In the wake of his weekend rally, Glenn Beck kept up the drumbeat of criticism about President Obama’s religion, calling it a “perversion” and saying that America “isn’t recognizing his version of Christianity,” which Beck characterized as “liberation theology.”
Despite critique of Obama’s Christianity, a recent poll showed that nearly 20% of Americans believe falsely that the president is Muslim.
Why is there so much attention on Obama’s religion? Does it matter what religion the president is?
“God alone is Lord of the conscience.” This idea, from the Westminster Confession of Faith in 1649, has influenced everything from the separation of church and state in our constitution to the twelve step programs of our modern times. Asking any person to prove their faith is not only a morally reprehensible practice – there is no way for someone to prove what is in his heart of hearts – but also one that goes against this idea that has contributed to some of the basic rights of religion that we, as Americans, hold dear.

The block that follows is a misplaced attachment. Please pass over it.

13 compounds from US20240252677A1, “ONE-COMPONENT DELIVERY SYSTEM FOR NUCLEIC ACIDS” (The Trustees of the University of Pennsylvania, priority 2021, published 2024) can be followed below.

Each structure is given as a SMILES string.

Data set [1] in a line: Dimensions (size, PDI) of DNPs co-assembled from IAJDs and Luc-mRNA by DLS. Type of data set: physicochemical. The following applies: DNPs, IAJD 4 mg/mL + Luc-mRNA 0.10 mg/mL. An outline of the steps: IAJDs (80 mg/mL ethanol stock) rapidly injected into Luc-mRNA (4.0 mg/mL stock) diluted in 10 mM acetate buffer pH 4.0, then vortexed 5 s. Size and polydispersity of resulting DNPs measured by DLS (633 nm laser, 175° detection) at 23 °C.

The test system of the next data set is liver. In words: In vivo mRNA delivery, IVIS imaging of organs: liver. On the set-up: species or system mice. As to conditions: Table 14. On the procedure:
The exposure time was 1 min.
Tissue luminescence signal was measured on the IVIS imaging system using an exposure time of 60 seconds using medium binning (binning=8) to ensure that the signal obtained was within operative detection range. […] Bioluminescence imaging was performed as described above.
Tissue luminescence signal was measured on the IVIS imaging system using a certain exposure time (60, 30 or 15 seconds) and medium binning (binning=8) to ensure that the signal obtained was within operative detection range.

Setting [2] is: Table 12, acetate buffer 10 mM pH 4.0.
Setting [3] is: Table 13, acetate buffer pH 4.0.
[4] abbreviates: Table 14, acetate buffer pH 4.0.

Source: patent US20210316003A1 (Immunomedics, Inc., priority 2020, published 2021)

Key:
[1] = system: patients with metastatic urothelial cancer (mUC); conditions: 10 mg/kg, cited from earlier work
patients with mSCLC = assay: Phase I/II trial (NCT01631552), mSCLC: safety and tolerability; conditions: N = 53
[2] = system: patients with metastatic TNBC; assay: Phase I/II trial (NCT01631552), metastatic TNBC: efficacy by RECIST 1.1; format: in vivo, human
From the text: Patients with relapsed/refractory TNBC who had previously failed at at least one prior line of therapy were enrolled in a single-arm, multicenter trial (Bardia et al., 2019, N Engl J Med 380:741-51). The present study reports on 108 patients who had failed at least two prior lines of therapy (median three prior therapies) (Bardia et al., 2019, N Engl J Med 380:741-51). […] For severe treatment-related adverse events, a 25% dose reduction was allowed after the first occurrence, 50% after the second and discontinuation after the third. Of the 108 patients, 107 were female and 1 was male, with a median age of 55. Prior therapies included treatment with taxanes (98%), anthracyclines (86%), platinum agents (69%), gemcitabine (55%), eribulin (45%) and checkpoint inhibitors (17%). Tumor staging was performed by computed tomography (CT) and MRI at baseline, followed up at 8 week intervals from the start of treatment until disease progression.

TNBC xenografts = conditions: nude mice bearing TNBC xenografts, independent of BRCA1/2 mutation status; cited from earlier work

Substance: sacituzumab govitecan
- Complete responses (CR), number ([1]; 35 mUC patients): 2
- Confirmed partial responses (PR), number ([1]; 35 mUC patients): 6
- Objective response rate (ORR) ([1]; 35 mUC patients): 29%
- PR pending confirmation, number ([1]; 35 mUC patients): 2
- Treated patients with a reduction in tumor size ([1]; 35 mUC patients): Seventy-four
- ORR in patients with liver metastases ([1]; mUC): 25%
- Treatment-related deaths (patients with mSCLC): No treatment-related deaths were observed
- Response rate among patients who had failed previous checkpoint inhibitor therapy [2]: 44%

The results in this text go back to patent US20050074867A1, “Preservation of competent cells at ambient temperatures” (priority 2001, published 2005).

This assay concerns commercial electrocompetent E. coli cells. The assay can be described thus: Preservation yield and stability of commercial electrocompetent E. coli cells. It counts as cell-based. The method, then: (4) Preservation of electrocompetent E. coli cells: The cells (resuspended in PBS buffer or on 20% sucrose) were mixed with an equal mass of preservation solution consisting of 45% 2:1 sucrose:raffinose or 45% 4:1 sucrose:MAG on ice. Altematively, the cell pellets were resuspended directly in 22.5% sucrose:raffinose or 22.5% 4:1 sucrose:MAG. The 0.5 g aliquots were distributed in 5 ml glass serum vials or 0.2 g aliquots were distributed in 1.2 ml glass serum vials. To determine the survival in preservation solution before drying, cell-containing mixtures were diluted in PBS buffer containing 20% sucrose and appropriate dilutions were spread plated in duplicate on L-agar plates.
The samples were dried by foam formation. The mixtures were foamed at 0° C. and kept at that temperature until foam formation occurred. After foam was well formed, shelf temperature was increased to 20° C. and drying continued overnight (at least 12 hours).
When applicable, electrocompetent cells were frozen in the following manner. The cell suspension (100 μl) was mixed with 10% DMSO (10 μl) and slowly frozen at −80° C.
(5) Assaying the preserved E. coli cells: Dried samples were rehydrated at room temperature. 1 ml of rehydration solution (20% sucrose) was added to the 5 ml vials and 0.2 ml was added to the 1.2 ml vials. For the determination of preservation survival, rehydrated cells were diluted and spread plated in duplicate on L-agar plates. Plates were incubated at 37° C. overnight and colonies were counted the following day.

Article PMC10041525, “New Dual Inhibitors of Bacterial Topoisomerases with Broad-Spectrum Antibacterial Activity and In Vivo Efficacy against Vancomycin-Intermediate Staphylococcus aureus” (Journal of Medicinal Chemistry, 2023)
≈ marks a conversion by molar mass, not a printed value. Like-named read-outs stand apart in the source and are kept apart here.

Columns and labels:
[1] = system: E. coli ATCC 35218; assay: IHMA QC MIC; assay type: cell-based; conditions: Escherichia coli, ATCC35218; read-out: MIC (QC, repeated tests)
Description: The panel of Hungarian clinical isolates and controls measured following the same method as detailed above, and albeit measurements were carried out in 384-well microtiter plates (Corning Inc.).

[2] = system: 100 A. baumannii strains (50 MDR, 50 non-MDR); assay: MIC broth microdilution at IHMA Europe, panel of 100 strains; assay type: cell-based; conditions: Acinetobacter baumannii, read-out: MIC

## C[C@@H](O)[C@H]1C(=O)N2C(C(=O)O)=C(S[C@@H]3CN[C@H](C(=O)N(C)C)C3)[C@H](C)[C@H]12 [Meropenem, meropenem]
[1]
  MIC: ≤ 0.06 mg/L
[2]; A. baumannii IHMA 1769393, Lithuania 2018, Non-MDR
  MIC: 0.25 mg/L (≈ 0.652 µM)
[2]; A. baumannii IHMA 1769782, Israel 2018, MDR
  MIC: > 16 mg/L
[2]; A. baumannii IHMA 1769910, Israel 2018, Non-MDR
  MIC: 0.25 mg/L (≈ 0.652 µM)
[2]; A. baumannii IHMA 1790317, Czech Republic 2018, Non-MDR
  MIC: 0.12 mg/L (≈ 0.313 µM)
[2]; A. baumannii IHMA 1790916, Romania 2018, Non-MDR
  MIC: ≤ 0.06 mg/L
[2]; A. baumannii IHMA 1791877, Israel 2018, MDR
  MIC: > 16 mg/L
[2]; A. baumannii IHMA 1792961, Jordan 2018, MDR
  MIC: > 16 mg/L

I am blessed to claim President Barack Obama as my brother in the Christian Reformed faith. Because of this, when I hear that some are questioning and even claiming that President Obama is lying about his faith, I feel this on a very personal level. It feels as if my own faith is under attack.
In the end, however, the president’s specific denominational identity is irrelevant to how he leads the country and the world. Far more important than the trappings of religion are the moral underpinnings that are upheld across all religions: “Loving thy neighbor,” a phrase taken from Christian scripture, is an ideal which transcends denominations. The Golden Rule, or “Do unto others as you would have done unto you” are iterations of this same ideal. And as a leader in the modern world, it’s an ideal which the president must absolutely hold close to his heart, regardless of what denomination or church he attends.